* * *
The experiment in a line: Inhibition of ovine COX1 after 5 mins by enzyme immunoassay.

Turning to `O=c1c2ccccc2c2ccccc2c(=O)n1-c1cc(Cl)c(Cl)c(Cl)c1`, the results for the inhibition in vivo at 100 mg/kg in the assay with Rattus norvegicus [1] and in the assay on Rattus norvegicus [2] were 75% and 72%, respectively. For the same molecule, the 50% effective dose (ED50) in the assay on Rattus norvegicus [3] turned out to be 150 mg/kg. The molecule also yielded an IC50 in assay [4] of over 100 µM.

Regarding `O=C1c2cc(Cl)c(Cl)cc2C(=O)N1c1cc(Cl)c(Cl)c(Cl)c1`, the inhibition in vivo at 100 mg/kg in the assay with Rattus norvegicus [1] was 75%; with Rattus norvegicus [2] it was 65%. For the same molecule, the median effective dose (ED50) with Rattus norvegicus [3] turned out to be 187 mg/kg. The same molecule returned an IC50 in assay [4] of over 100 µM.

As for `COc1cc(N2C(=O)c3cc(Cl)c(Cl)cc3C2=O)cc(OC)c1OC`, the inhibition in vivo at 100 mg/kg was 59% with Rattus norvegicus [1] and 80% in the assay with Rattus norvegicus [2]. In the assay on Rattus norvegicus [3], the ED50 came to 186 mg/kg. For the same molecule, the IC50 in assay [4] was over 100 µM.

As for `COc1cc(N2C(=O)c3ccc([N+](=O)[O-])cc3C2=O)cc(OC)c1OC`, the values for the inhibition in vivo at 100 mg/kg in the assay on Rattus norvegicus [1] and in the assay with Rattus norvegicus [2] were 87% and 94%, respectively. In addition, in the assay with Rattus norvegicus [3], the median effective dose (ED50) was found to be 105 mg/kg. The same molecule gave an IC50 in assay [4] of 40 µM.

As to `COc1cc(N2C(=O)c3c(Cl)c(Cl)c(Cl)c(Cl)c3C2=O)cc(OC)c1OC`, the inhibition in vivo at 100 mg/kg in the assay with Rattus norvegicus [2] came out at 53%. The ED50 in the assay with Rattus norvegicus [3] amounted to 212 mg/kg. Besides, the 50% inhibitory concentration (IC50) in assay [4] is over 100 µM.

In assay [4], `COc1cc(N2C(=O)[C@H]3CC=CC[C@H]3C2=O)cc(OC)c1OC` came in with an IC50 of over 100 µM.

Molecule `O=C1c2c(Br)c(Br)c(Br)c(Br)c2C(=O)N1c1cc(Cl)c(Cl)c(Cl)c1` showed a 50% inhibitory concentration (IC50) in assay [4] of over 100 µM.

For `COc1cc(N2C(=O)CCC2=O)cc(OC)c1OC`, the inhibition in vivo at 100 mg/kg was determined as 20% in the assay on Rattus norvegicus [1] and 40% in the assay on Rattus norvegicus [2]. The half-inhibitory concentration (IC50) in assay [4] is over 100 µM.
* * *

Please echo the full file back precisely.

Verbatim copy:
The experiment in a line: Inhibition of ovine COX1 after 5 mins by enzyme immunoassay.

Turning to `O=c1c2ccccc2c2ccccc2c(=O)n1-c1cc(Cl)c(Cl)c(Cl)c1`, the results for the inhibition in vivo at 100 mg/kg in the assay with Rattus norvegicus [1] and in the assay on Rattus norvegicus [2] were 75% and 72%, respectively. For the same molecule, the 50% effective dose (ED50) in the assay on Rattus norvegicus [3] turned out to be 150 mg/kg. The molecule also yielded an IC50 in assay [4] of over 100 µM.

Regarding `O=C1c2cc(Cl)c(Cl)cc2C(=O)N1c1cc(Cl)c(Cl)c(Cl)c1`, the inhibition in vivo at 100 mg/kg in the assay with Rattus norvegicus [1] was 75%; with Rattus norvegicus [2] it was 65%. For the same molecule, the median effective dose (ED50) with Rattus norvegicus [3] turned out to be 187 mg/kg. The same molecule returned an IC50 in assay [4] of over 100 µM.

As for `COc1cc(N2C(=O)c3cc(Cl)c(Cl)cc3C2=O)cc(OC)c1OC`, the inhibition in vivo at 100 mg/kg was 59% with Rattus norvegicus [1] and 80% in the assay with Rattus norvegicus [2]. In the assay on Rattus norvegicus [3], the ED50 came to 186 mg/kg. For the same molecule, the IC50 in assay [4] was over 100 µM.

As for `COc1cc(N2C(=O)c3ccc([N+](=O)[O-])cc3C2=O)cc(OC)c1OC`, the values for the inhibition in vivo at 100 mg/kg in the assay on Rattus norvegicus [1] and in the assay with Rattus norvegicus [2] were 87% and 94%, respectively. In addition, in the assay with Rattus norvegicus [3], the median effective dose (ED50) was found to be 105 mg/kg. The same molecule gave an IC50 in assay [4] of 40 µM.

As to `COc1cc(N2C(=O)c3c(Cl)c(Cl)c(Cl)c(Cl)c3C2=O)cc(OC)c1OC`, the inhibition in vivo at 100 mg/kg in the assay with Rattus norvegicus [2] came out at 53%. The ED50 in the assay with Rattus norvegicus [3] amounted to 212 mg/kg. Besides, the 50% inhibitory concentration (IC50) in assay [4] is over 100 µM.

In assay [4], `COc1cc(N2C(=O)[C@H]3CC=CC[C@H]3C2=O)cc(OC)c1OC` came in with an IC50 of over 100 µM.

Molecule `O=C1c2c(Br)c(Br)c(Br)c(Br)c2C(=O)N1c1cc(Cl)c(Cl)c(Cl)c1` showed a 50% inhibitory concentration (IC50) in assay [4] of over 100 µM.

For `COc1cc(N2C(=O)CCC2=O)cc(OC)c1OC`, the inhibition in vivo at 100 mg/kg was determined as 20% in the assay on Rattus norvegicus [1] and 40% in the assay on Rattus norvegicus [2]. The half-inhibitory concentration (IC50) in assay [4] is over 100 µM.